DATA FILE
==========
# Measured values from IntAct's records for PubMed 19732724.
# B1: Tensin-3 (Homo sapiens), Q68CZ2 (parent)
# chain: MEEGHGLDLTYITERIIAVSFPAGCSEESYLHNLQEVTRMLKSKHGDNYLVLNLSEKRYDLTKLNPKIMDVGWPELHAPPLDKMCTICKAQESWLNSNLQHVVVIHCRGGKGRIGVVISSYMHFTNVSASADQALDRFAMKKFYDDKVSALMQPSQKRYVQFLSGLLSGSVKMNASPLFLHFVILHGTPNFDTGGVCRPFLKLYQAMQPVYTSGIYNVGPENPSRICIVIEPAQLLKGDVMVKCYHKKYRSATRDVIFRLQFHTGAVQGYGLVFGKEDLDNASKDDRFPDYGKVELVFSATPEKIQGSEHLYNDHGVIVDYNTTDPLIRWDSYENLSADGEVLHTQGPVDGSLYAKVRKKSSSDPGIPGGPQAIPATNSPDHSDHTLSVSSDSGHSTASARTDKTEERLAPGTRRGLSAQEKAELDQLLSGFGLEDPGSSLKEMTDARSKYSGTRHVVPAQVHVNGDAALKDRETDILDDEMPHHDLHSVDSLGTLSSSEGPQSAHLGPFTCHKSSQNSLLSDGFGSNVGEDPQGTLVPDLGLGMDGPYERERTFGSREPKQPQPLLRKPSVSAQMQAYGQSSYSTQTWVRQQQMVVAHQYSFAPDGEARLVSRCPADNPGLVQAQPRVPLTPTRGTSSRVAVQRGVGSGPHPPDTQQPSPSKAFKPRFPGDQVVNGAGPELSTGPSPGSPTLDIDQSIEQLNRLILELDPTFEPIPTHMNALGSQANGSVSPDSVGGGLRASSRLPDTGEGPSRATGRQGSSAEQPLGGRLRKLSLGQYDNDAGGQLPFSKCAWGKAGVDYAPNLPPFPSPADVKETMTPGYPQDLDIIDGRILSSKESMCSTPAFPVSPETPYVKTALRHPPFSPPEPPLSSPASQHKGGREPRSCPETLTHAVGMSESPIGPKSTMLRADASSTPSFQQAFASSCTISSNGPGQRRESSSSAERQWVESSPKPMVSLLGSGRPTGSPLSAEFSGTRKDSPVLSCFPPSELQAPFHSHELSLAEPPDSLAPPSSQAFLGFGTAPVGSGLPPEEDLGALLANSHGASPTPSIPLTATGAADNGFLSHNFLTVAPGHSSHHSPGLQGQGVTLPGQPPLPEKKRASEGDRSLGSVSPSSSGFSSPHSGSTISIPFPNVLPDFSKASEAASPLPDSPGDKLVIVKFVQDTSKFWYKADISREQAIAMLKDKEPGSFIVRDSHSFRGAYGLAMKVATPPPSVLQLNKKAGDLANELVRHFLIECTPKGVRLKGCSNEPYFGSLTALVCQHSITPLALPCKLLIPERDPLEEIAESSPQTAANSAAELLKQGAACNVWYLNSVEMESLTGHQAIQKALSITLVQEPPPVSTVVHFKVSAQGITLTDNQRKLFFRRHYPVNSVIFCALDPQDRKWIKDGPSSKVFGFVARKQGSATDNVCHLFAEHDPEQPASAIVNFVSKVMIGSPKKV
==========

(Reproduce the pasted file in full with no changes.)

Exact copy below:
# Measured values from IntAct's records for PubMed 19732724.
# B1: Tensin-3 (Homo sapiens), Q68CZ2 (parent)
# chain: MEEGHGLDLTYITERIIAVSFPAGCSEESYLHNLQEVTRMLKSKHGDNYLVLNLSEKRYDLTKLNPKIMDVGWPELHAPPLDKMCTICKAQESWLNSNLQHVVVIHCRGGKGRIGVVISSYMHFTNVSASADQALDRFAMKKFYDDKVSALMQPSQKRYVQFLSGLLSGSVKMNASPLFLHFVILHGTPNFDTGGVCRPFLKLYQAMQPVYTSGIYNVGPENPSRICIVIEPAQLLKGDVMVKCYHKKYRSATRDVIFRLQFHTGAVQGYGLVFGKEDLDNASKDDRFPDYGKVELVFSATPEKIQGSEHLYNDHGVIVDYNTTDPLIRWDSYENLSADGEVLHTQGPVDGSLYAKVRKKSSSDPGIPGGPQAIPATNSPDHSDHTLSVSSDSGHSTASARTDKTEERLAPGTRRGLSAQEKAELDQLLSGFGLEDPGSSLKEMTDARSKYSGTRHVVPAQVHVNGDAALKDRETDILDDEMPHHDLHSVDSLGTLSSSEGPQSAHLGPFTCHKSSQNSLLSDGFGSNVGEDPQGTLVPDLGLGMDGPYERERTFGSREPKQPQPLLRKPSVSAQMQAYGQSSYSTQTWVRQQQMVVAHQYSFAPDGEARLVSRCPADNPGLVQAQPRVPLTPTRGTSSRVAVQRGVGSGPHPPDTQQPSPSKAFKPRFPGDQVVNGAGPELSTGPSPGSPTLDIDQSIEQLNRLILELDPTFEPIPTHMNALGSQANGSVSPDSVGGGLRASSRLPDTGEGPSRATGRQGSSAEQPLGGRLRKLSLGQYDNDAGGQLPFSKCAWGKAGVDYAPNLPPFPSPADVKETMTPGYPQDLDIIDGRILSSKESMCSTPAFPVSPETPYVKTALRHPPFSPPEPPLSSPASQHKGGREPRSCPETLTHAVGMSESPIGPKSTMLRADASSTPSFQQAFASSCTISSNGPGQRRESSSSAERQWVESSPKPMVSLLGSGRPTGSPLSAEFSGTRKDSPVLSCFPPSELQAPFHSHELSLAEPPDSLAPPSSQAFLGFGTAPVGSGLPPEEDLGALLANSHGASPTPSIPLTATGAADNGFLSHNFLTVAPGHSSHHSPGLQGQGVTLPGQPPLPEKKRASEGDRSLGSVSPSSSGFSSPHSGSTISIPFPNVLPDFSKASEAASPLPDSPGDKLVIVKFVQDTSKFWYKADISREQAIAMLKDKEPGSFIVRDSHSFRGAYGLAMKVATPPPSVLQLNKKAGDLANELVRHFLIECTPKGVRLKGCSNEPYFGSLTALVCQHSITPLALPCKLLIPERDPLEEIAESSPQTAANSAAELLKQGAACNVWYLNSVEMESLTGHQAIQKALSITLVQEPPPVSTVVHFKVSAQGITLTDNQRKLFFRRHYPVNSVIFCALDPQDRKWIKDGPSSKVFGFVARKQGSATDNVCHLFAEHDPEQPASAIVNFVSKVMIGSPKKV